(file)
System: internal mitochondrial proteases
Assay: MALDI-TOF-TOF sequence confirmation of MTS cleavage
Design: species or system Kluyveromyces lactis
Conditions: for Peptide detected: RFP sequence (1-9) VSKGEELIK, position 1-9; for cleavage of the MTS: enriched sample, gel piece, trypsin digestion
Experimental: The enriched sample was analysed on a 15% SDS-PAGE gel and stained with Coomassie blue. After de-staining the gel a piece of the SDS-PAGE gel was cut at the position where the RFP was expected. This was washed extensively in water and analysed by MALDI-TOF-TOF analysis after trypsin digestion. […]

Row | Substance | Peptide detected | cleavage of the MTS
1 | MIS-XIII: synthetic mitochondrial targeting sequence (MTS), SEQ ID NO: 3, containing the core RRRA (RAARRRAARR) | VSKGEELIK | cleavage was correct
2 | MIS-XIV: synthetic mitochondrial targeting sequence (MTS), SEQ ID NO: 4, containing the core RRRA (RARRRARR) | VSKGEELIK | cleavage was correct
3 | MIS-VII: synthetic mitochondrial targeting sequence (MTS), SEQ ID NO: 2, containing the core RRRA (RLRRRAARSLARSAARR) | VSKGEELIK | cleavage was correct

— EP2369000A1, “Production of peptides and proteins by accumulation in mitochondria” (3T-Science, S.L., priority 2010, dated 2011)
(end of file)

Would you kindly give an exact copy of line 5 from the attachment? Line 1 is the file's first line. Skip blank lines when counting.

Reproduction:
Experimental: The enriched sample was analysed on a 15% SDS-PAGE gel and stained with Coomassie blue. After de-staining the gel a piece of the SDS-PAGE gel was cut at the position where the RFP was expected. This was washed extensively in water and analysed by MALDI-TOF-TOF analysis after trypsin digestion. […]